Learn 4 Things About the Bird Flu - Avian Influenza Symptoms

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Learn 4 Things About the Bird Flu - Avian Influenza Symptoms

Posted on November 11, 2023 by Bird B Gone in Avian Flu

Avian Influenza, commonly referred to as bird flu or the avian flu, is a disease that can be contracted as a result of being infected by avian influenza Type A viruses.

Here are 4 important things to know about Avian Influenza or Bird Flu

  1. How Does Bird Flu Affect You? 
  2. Can Avian Flu spread to people? 
  3. What can I do to help prevent the spread? 
  4. How do Birds Spread Avian Flu?

How does bird flu affect you?

How Does Bird Flu Affect You?

When most of us think of avian flu we immediately worry about contracting the virus and getting sick, which is a valid reaction. Luckily, this is something most of us don’t have to worry about.

The real problem occurs when wild bird populations infect poultry farms, backyard chicken coops, and other domestic and captive birds across the country.

Avian Flu affects the supply, demand, and cost of products such as chicken, turkey, eggs, and other poultry products throughout the country. You can see the effects in the poultry industry as they combat the spread of bird-to-bird contamination. Prices per pound of chicken, turkey, and duck may fluctuate while poultry farms fight to protect their livestock from interacting with infected wild birds.

Pet owners, bird enthusiasts, and owners of backyard chicken coops should always take precautions to protect their beloved birds. Direct contact with infected wild birds can be detrimental to domestic birds.

Can bird flu spread to people

Can Avian Flu Spread to People?

The short answer is yes, people can contract the Bird Flu. But, as we mentioned earlier in this blog, the chances of humans contracting the virus are relatively low, as stated by the CDC. In the rare case a person contracts bird flu, it’s usually due to the lack of personal protective equipment (PPE) and/or close prolonged exposure to infected birds.

Just because the chances of contracting bird flu are low, does not mean you shouldn’t take precautions to help prevent the spread of the virus. Those who are at the highest risk of contracting bird flu are people working close to and/or in direct contact with infected birds. Examples of this can be seen within the poultry industry.

Stop bird flu

What Can I Do to Help Prevent the Spread of Bird Flu - Avian Flu Safety Measures?

Practicing safety measures becomes increasingly important during times like this to prevent the spread of the Bird Flu. Use bird netting or other exclusionary deterrents to protect domestic birds from wild & migratory species. Clean bird cages/pens, and keep food and water fully enclosed away from wild birds. These methods can be adopted for pets, small-scale backyard chicken coops, to even large-scale poultry operations.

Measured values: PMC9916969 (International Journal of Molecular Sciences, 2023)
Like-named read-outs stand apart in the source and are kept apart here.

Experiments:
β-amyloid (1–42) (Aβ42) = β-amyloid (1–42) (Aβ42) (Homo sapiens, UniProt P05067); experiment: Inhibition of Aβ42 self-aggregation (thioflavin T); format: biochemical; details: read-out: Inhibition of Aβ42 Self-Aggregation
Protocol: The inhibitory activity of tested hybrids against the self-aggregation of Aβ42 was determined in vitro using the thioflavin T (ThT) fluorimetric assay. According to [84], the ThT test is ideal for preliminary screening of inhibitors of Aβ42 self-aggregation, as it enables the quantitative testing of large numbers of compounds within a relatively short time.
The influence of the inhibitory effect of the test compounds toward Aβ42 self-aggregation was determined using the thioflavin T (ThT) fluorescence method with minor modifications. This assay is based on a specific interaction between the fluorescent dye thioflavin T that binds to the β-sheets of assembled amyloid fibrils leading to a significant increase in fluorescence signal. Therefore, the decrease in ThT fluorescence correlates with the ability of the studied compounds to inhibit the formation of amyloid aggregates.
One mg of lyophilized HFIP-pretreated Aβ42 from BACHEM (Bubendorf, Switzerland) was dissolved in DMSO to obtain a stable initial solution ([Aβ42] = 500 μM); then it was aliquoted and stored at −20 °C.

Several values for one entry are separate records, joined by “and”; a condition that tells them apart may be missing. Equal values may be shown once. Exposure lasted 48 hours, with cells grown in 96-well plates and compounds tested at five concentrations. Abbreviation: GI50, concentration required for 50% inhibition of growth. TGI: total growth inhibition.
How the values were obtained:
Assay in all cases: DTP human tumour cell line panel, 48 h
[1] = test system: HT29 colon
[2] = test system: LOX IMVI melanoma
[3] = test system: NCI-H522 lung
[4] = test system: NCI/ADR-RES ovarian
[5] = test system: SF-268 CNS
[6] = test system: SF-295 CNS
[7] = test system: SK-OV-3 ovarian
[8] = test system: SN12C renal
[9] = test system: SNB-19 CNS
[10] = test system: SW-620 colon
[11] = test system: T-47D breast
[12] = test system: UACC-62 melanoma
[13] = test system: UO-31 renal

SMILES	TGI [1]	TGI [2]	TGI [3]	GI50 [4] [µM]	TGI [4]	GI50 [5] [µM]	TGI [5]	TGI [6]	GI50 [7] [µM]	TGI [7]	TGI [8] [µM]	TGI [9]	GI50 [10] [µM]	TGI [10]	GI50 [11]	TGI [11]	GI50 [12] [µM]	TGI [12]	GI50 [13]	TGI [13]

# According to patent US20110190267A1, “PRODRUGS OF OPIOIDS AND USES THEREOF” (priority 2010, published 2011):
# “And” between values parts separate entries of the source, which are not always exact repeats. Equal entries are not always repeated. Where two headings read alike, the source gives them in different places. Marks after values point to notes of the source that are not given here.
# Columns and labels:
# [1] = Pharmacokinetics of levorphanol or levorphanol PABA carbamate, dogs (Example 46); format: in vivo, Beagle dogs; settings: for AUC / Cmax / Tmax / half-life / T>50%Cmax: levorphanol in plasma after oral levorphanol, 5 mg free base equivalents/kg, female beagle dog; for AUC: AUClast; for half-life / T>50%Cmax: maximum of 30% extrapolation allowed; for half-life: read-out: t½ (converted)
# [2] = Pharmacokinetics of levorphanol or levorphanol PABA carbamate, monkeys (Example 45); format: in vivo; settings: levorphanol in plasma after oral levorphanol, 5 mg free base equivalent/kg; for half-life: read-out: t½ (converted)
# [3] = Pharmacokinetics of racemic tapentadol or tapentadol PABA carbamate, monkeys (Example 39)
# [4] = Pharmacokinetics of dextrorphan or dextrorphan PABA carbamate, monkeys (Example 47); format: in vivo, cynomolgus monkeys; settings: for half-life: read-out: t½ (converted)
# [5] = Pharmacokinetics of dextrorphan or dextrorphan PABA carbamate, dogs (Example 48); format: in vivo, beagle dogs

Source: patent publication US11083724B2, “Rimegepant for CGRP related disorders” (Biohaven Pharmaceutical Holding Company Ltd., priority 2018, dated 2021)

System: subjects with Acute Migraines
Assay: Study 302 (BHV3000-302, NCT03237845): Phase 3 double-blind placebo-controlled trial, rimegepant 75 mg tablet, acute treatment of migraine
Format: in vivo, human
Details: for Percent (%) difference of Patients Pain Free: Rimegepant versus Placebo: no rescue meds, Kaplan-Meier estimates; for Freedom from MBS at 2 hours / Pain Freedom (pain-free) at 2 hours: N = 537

The following are steps that everyone can take to mitigate the spread of Avian Flu: 

  • Wear masks and proper protective equipment when in contact with birds, poultry, and infected animals 
  • Avoid touching your mouth, nose, or eyes 
  • Washing your hands after touching birds or handling poultry 
  • Avoid touching surfaces contaminated by wild birds

How do birds spread bird flu

How Do Birds Spread Avian Flu?

Birds spread disease in several ways such as through their saliva, mucous, and most notably their feces. As we discussed above, the spread of the Avian Influenza viruses can occur most notably in the form of bird-to-bird contact.

The largest contributor to the spread of avian flu is not from birds-to-people, but from wild bird populations to domestic and captive birds, as well as vice versa. We see that wild bird populations spread the virus by encountering domesticated bird populations in poultry farms, pet birds, and backyard or hobbyist flocks.

Wild waterfowl and aquatic birds such as geese, ducks, swans, gulls, and other shorebird species become carriers of the virus. It can be hard to tell signs of infected birds as most wild birds are asymptomatic and do not show signs of sickness.

In Conclusion

Although people are at low risk of contracting Bird Flu, the effects of the virus are seen within wild and domestic bird populations. These effects are harmful to the poultry and food processing industries worldwide. If you want to learn more about Avian Influenza, we highly recommend visiting the CDC website where the most up-to-date information can be found. 

Our team of Bird Control Experts are happy to discuss bird control methods such as the use of bird netting and other exclusionary products.